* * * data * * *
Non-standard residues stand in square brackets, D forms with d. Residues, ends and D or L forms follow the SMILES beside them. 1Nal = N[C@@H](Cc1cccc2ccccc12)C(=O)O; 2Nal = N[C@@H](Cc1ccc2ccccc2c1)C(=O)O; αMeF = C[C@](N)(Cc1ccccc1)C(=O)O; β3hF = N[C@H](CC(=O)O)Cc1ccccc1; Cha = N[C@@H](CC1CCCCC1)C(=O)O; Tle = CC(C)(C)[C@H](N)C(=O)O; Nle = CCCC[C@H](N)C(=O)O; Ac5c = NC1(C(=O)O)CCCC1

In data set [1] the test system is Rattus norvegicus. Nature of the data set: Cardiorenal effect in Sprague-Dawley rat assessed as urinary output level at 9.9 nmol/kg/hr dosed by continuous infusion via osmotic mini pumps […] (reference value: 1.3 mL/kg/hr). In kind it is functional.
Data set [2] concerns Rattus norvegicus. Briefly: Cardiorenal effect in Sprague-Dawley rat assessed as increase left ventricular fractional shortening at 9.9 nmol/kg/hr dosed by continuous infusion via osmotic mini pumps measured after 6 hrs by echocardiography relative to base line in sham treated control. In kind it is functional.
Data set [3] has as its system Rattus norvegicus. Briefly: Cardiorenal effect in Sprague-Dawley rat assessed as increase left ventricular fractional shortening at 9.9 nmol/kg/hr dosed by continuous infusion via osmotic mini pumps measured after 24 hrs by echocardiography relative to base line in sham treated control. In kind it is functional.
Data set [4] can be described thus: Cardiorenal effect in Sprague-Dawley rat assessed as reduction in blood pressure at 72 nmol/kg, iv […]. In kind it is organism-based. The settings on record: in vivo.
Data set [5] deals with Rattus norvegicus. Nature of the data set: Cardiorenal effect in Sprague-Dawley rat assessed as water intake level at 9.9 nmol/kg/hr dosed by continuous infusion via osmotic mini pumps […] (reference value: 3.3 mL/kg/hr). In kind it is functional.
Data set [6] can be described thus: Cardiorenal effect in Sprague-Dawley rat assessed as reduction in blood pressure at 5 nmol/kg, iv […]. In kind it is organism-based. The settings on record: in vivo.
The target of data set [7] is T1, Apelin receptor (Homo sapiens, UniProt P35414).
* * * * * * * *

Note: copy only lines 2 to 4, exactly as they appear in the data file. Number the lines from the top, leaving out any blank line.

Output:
In data set [1] the test system is Rattus norvegicus. Nature of the data set: Cardiorenal effect in Sprague-Dawley rat assessed as urinary output level at 9.9 nmol/kg/hr dosed by continuous infusion via osmotic mini pumps […] (reference value: 1.3 mL/kg/hr). In kind it is functional.
Data set [2] concerns Rattus norvegicus. Briefly: Cardiorenal effect in Sprague-Dawley rat assessed as increase left ventricular fractional shortening at 9.9 nmol/kg/hr dosed by continuous infusion via osmotic mini pumps measured after 6 hrs by echocardiography relative to base line in sham treated control. In kind it is functional.
Data set [3] has as its system Rattus norvegicus. Briefly: Cardiorenal effect in Sprague-Dawley rat assessed as increase left ventricular fractional shortening at 9.9 nmol/kg/hr dosed by continuous infusion via osmotic mini pumps measured after 24 hrs by echocardiography relative to base line in sham treated control. In kind it is functional.